Meanwhile Vespasian continued to mop up the Jewish resistance in Paraea, Samaria and Idumea. He was poised for an attack on Jerusalem when the news of Nero's death reached him. He made his way back to Rome where he became the new emperor. The task of attacking Jerusalem fell on the shoulders of his son, Titus (c.40-81). The siege of the holy city of the Jews took place in April 70, at the time of the Jewish Passover festival, at the time when Jerusalem was filled with pilgrims, in addition to the insurgents. The Jews stubbornly defended Jerusalem for several months. Finally famine, fatigue and the vastly superior Roman army took their toll on them. Jerusalem finally fell in September of 70 CE. The Romans entered Jerusalem and killed everyone they found. The loss of life in Jerusalem was, by any accounts, horrendous. More than one million Jews died during the siege. The whole city was leveled, including its walls and the Temple, the symbol of Judaism, was destroyed. [12]

With the fall of Jerusalem the main force of the Jewish revolt was no more. The rest of the operation consists of mopping up the remaining insurgents. The last Jewish stronghold was in fortress of Masada, west of the Dead Sea. Masada was stubbornly defended by the Jews but it too, fell in 74 CE. The Jews in Masada, realizing that Roman victory is imminent, committed mass suicide. When the Romans finally made their way into the fort, to their surprise they found only one woman alive. With the fall of Masada, the Jewish revolt ended. [13]

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After the War

The Jewish revolutionary war marked a turning point for Christianity (and Judaism). Many of the Jewish Christians, who were called Nazarenes, died during the war. Some of them, acting on an oracle managed to flee Jerusalem and escaped to Pella in Transjordan.

The Nazarenes, the followers of Peter and James, were, by logical extension, the true followers of Jesus. Before the revolt, they were caught in the middle between the Gentile Christians and the Jews. They could not fully accept the Gentiles because they still believed that Jesus never abrogated the Law. To them a follower of Jesus must first be a Jew. The Jews in turn could not accept the Nazarenes because of their beliefs in Jesus. The Roman destruction of Jerusalem made the Jews even more eager to foster unity among themselves to the exclusion of others. The Nazarenes with their associations Gentiles began to be shunned by the orthodox Jews. Eventually a test clause was inserted, around 90 CE, in the Jewish synagogue worship to exclude Nazarenes from them. [d] By the time of the second Jewish revolt in 132-135 CE the break between the Nazarenes and Judaism was completely severed. [14]

The destruction of Jerusalem was viewed by the Gentile Christians from a different angle. To them it was proof of God's punishment to the Jews for rejecting the savior. As the number among of Gentile Christians grew, Jewish Christianity, with its insistence on adherence to the Law, was pushed into the background. The die was cast. The Nazarenes were ejected from Judaism and eventually became a heretical sect within Christianity. The sect finally disappeared around the fourth century.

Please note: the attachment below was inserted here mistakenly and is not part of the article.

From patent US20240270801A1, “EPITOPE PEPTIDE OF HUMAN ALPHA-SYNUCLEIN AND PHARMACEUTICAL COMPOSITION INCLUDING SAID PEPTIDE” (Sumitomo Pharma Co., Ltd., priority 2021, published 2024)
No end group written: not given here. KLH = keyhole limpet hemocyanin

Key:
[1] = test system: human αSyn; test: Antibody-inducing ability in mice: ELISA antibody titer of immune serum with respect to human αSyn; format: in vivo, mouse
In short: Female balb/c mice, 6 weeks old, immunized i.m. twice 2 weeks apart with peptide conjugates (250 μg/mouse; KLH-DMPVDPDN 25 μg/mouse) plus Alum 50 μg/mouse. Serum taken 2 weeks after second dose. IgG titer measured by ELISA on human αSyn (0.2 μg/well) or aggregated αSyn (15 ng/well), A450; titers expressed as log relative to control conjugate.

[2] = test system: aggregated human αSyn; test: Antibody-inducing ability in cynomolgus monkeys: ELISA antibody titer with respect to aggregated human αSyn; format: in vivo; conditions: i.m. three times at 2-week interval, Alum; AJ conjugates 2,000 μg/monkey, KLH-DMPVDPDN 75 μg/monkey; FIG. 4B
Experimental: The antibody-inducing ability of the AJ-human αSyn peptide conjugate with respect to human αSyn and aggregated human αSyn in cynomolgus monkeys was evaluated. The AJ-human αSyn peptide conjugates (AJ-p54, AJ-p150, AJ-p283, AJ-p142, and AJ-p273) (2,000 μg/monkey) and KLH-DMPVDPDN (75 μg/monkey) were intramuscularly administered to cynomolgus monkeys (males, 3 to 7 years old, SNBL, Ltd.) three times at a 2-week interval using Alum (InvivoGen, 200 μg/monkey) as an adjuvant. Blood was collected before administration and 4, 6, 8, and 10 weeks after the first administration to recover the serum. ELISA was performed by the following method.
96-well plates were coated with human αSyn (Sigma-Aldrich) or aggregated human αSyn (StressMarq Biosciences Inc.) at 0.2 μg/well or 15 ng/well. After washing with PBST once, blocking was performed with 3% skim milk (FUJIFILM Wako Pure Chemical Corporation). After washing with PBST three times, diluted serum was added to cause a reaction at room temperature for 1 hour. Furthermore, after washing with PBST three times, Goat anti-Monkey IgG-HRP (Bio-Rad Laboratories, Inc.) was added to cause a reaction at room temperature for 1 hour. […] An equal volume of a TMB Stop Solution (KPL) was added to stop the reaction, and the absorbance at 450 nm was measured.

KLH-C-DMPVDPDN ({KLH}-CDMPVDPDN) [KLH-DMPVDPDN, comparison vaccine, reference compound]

With the exclusion of the Nazarenes from the Jewish synagogue worship, the followers of Jesus, the Nazarenes and the Gentile Christians, became an entity distinct from Judaism. With this we end our brief excursion into the historical background of the New Testament times.

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Notes

a.The fourth tetrarchy, Abilene, was ruled by Lysanias, who had no relation to Herod.
b.Crucifixion as a method of death sentence was reserved for crimes of a political nature, such a revolution against the Empire.
c.The Jewish religion during the first century CE consisted of four main sects or factions. These sects are the Sadducees, the Pharisees, the Zealots and the Essenes. The Saduccees consisted of the wealthy and land-owning, many of whom are priests. Its members are situated mainly in Jerusalem. The Pharisees consisted of lay religious teachers. It was they who kept the faith of Israel alive outside Jerusalem. Modern Judaism is derived from the theology of the Pharisees. (Chapter Nine will elaborate further on the theological differences between the Sadducees and the Pharisees.) The Zealots are Jews committed to open rebellion against Rome. The Essenes was the monastic sect in Judaism. The ruins at Qumran where the Dead Sea Scrolls were discovered are generally believed to be an Essene monastery.
d.The "test clause" involves a congregational prayer which curses the "heretics and Nazarenes". Anyone keeping silent during this part of the worship would automatically reveal that he is a Nazarene

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References

1.Martin, New Testament Foundations I: p61-62
Livingstone, Dictionary of the Christian Church: p239, 502
2.Craveri, The Life of Jesus: p63-64
Martin, New Testament Foundations I: p65-66
Livingstone, Dictionary of the Christian Church: p239
3.Craveri, The Life of Jesus: p77,154-155
Martin, New Testament Foundations I: p66
4.Ibid: p66
5.Craveri, The Life of Jesus: p66
Martin, New Testament Foundations I: p66
6.Asimov, Guide to the Bible: p1033-1035
Craveri, The Life of Jesus: p152
Livingstone, Dictionary of the Christian Church: p239
7.Martin, New Testament Foundations I: p68
8.Armstrong, The First Christian: p168
Cary & Scullard, A History of Rome: p359,634
Roberts, History of the World: p266
9.Martin, New Testament Foundations I: p68-69
10.Cary & Scullard, A History of Rome: p367
Schonfield, The Passover Plot: p186
11.Martin, New Testament Foundations I:Ibid: p69,75-76
Livingstone, Dictionary of the Christian Church: p280
12.Craveri, The Life of Jesus: p333
Martin, New Testament Foundations I: p70
Schonfield, The Passover Plot: p185
13.Martin, New Testament Foundations I: p70
14.Ibid: p70-71